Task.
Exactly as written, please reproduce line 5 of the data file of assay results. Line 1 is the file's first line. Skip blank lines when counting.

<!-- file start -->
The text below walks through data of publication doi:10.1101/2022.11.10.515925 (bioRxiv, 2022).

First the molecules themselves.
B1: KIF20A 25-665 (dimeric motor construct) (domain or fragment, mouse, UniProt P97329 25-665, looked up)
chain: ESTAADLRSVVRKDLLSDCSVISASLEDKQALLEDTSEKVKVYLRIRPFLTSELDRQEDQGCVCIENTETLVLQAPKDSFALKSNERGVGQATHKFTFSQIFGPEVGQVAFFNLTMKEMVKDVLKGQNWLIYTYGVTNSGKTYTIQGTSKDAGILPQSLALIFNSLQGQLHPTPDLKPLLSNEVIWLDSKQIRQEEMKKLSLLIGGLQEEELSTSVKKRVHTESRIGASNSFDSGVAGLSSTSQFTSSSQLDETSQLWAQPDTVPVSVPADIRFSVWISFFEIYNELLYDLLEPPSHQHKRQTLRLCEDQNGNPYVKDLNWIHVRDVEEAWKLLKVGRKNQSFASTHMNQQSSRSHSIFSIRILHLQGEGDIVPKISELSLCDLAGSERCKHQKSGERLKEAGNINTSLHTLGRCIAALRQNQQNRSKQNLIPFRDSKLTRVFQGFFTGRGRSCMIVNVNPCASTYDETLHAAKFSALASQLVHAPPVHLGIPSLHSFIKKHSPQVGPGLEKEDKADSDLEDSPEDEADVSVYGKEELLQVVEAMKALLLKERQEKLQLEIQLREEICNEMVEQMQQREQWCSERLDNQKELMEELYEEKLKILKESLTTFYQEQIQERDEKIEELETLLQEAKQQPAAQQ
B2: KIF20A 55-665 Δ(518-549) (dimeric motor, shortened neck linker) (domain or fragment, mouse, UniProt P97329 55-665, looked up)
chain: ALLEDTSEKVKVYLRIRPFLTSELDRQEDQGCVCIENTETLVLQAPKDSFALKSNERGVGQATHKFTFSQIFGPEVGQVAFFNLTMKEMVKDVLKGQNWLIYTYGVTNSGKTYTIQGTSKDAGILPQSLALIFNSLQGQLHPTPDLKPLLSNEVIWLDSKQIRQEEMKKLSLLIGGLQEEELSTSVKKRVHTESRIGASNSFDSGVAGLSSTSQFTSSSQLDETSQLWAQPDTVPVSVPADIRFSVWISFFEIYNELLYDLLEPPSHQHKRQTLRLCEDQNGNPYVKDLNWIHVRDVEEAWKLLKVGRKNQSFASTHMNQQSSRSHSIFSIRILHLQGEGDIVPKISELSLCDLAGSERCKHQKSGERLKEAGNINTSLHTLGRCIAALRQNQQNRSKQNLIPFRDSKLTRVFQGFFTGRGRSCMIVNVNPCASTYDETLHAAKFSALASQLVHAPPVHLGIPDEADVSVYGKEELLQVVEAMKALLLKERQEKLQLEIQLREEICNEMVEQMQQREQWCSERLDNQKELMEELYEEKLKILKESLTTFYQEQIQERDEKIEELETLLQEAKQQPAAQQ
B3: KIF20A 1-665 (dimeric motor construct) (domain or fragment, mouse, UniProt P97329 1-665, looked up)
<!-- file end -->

B2: KIF20A 55-665 Δ(518-549) (dimeric motor, shortened neck linker) (domain or fragment, mouse, UniProt P97329 55-665, looked up)